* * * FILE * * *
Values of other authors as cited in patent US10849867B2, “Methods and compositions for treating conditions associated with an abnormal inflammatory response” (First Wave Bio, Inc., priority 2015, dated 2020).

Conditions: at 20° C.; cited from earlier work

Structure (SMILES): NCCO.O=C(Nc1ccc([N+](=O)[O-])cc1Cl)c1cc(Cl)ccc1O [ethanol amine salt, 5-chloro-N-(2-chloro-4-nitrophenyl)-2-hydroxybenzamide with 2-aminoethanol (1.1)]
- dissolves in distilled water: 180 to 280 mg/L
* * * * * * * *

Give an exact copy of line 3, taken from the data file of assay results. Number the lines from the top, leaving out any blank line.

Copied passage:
Structure (SMILES): NCCO.O=C(Nc1ccc([N+](=O)[O-])cc1Cl)c1cc(Cl)ccc1O [ethanol amine salt, 5-chloro-N-(2-chloro-4-nitrophenyl)-2-hydroxybenzamide with 2-aminoethanol (1.1)]